How would we do without the Mac? — The Touch platform is not self-sufficient. One day it probably will be. But in the short and medium term we still need the Mac to develop for iOS. Sure, Apple could release a version of Xcode for Windows and stop manufacturing Macs. But, as my friend Lucio Bragagnolo rightly pointed out, we are talking of the same Apple which prevents Flash from running on all the iDevices, which creates its own advertising agency, which requires developers to follow its rules for software development, which reserves the right to approve any application you write for said iDevices, that same Apple which clearly wants full control of its platform should just drop the Mac and rely on Windows for iTunes [and Xcode]?
As I said, Apple wants a refined computing experience, both for end users/consumers — who may find among all Apple products those most closely meeting their needs and lifestyle — and for iOS and Mac developers, who won’t have to look elsewhere for programming and developing tools for these platforms.
Don’t forget usability — As I said above, the Touch platform is not self-sufficient and can’t (yet) replace a traditional computer. It’s not only a matter of processor horsepower, hardware configuration and feature set, but also of pure usability issues. For the sake of argument, suppose for a moment that Apple drops Mac OS X and starts putting iOS and touch technology everywhere. Imagine a new Mac without a mouse or trackpad and with a touchscreen monitor taking care of all the input. Implementing the touch technology of the iPhone/iPad on a big flat panel monitor is utter nonsense in terms of usability, and Apple knows this. Many fantasise about the amazing gestural interface seen in the notorious Minority Report and wish they could have such a setup at home. I find it extremely uncomfortable, and couldn’t stand waving my arms on a monitor for more than 15 minutes. No wonder that in the movie they put Tom Cruise to do all that waving. You need that stamina.
(Let’s leave that usability nonsense to HP. I tried the HP TouchSmart in two different stores: perhaps it was the Windows setup of those demo units, but the responsiveness to touch was poor. There was this screensaver playing, an aquarium, and the idea is you tap the water near the goldfish, there’s splash and ripples, and the fish react by running away — much like Koi Pond for the iPhone. What actually happens is you touch the screen and 2–3 seconds later, when you’ve already removed your finger, you see the splash, the ripples and the fish moving away — so much for ‘touch’).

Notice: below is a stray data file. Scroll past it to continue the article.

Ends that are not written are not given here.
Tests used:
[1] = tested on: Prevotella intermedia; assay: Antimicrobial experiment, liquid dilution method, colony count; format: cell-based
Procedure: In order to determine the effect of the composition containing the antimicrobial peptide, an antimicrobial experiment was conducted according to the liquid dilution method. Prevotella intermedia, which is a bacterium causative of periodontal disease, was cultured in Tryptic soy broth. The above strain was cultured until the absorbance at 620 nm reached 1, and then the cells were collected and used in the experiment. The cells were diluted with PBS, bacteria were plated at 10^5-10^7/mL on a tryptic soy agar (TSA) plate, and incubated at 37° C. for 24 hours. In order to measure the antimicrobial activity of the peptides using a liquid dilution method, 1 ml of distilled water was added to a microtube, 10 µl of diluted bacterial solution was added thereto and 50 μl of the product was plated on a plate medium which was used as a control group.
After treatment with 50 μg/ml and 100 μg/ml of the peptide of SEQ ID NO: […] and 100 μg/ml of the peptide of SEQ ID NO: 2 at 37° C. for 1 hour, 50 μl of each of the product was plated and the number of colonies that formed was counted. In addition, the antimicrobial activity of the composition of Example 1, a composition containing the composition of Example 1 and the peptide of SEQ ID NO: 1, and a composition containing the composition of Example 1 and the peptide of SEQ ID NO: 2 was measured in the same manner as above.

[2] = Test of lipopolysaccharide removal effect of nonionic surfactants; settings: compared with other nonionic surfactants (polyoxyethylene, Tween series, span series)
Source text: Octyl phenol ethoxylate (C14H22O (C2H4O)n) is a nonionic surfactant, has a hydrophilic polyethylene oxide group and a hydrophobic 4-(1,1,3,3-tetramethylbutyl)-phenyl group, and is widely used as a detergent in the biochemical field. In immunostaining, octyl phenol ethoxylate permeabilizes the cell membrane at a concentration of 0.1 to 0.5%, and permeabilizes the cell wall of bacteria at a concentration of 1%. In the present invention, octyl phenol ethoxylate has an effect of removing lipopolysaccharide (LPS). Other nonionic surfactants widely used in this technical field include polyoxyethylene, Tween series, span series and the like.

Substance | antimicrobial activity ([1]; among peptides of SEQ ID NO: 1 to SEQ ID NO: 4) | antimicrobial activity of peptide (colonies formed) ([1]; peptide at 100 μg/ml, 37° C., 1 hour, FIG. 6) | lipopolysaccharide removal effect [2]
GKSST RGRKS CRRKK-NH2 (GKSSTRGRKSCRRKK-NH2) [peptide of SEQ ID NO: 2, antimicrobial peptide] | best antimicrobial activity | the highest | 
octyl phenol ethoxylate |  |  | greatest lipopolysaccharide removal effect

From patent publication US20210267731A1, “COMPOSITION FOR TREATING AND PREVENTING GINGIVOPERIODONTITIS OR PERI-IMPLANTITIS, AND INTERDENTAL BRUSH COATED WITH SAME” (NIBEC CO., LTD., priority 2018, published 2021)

Besides being silly for the reason cited (arm fatigue), add the precision of the pointer. The Touch interface is not suitable for any precision work, where a mouse is better — no, wait, a graphics tablet and pen input are better. The precision of the Touch interface is rough. Of course, if you really want, you can achieve the precision of a mouse, but you must multiply the necessary gestures. This means an unnecessarily added cognitive load and an unnerving delay in the execution of the task.
An implementation of multi-touch technology at the operating system level can’t be separated from the hardware on which the operating system runs. It must be a hardware device that is comfortable to hold and operate. Surely not a 24-inch monitor in a fixed placement on the desk. For highly professional and specialised tasks requiring large traditional monitors, I believe that a Mac, Mac OS X and a mouse, are still the most rational solution, which is why I think the Mac is far from being doomed.
The economics angle — The Mac is still a source of considerable revenue, it practically sells itself, and Apple is experiencing unprecedented per-quarter sales figures in its entire history. Halting Mac production would be madness. Many have interpreted the latest financial data a little too short-sightedly, in my opinion. They saw that sales of the iPhone represents 40% of the revenue and the Mac represents ‘only’ 28% and took this as a telltale sign that the Mac has lost importance for Apple. But they forget the undoubted specific gravity of that 28%, and they’re missing the essential perspective that sales of Macs continue to grow over the years despite the purported lack of interest from Apple’s part. And they forget they’re comparing traditional computers with smartphones: it’s much easier to sell smartphones, and in a household you’ll probably find more iPhones/iPod touches/iPads than Macs.
Conclusion — That said, the Mac one day will disappear, but it’ll happen only because a good replacement will be ready to take over, or because Macs will be transformed into something else, something even better and even more invisibly integrated in our lifestyles. In the meantime let’s enjoy the innovations Apple is introducing, such as the Retina Display on the iPhone 4, and think about the implications of extending that kind of innovation to other Apple devices…